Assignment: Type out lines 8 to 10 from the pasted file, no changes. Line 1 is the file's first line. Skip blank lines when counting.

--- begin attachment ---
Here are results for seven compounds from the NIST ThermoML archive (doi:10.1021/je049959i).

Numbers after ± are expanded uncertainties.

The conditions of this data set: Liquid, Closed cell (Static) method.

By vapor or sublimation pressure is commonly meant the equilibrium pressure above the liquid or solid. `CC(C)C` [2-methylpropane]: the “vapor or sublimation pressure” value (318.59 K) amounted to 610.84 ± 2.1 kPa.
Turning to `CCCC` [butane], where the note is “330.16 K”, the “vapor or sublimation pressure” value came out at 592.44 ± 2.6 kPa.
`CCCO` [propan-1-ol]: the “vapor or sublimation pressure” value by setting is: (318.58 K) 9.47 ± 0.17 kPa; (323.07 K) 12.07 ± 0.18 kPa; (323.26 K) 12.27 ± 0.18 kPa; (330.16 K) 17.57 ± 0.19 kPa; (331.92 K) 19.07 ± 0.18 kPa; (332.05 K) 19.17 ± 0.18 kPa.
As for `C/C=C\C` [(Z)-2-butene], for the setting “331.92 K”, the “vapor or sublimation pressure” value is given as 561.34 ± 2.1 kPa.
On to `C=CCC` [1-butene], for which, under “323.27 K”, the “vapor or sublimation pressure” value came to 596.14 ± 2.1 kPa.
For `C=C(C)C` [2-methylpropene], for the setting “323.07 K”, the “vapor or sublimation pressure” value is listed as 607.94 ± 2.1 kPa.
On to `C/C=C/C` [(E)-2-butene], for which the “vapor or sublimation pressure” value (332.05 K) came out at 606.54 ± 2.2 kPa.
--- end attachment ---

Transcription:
On to `C=CCC` [1-butene], for which, under “323.27 K”, the “vapor or sublimation pressure” value came to 596.14 ± 2.1 kPa.
For `C=C(C)C` [2-methylpropene], for the setting “323.07 K”, the “vapor or sublimation pressure” value is listed as 607.94 ± 2.1 kPa.
On to `C/C=C/C` [(E)-2-butene], for which the “vapor or sublimation pressure” value (332.05 K) came out at 606.54 ± 2.2 kPa.